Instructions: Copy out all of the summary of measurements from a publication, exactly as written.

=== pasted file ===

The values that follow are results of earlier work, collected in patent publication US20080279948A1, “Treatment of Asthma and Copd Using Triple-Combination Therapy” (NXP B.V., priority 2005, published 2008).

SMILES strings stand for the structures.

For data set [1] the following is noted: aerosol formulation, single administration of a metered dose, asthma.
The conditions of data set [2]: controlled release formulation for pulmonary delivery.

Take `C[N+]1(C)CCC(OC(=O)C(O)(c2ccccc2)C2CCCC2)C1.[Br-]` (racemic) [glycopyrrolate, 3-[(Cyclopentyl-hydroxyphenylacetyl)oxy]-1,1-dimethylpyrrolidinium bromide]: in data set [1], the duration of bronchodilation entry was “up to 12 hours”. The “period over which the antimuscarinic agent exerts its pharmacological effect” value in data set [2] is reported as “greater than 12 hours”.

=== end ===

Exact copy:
The values that follow are results of earlier work, collected in patent publication US20080279948A1, “Treatment of Asthma and Copd Using Triple-Combination Therapy” (NXP B.V., priority 2005, published 2008).

SMILES strings stand for the structures.

For data set [1] the following is noted: aerosol formulation, single administration of a metered dose, asthma.
The conditions of data set [2]: controlled release formulation for pulmonary delivery.

Take `C[N+]1(C)CCC(OC(=O)C(O)(c2ccccc2)C2CCCC2)C1.[Br-]` (racemic) [glycopyrrolate, 3-[(Cyclopentyl-hydroxyphenylacetyl)oxy]-1,1-dimethylpyrrolidinium bromide]: in data set [1], the duration of bronchodilation entry was “up to 12 hours”. The “period over which the antimuscarinic agent exerts its pharmacological effect” value in data set [2] is reported as “greater than 12 hours”.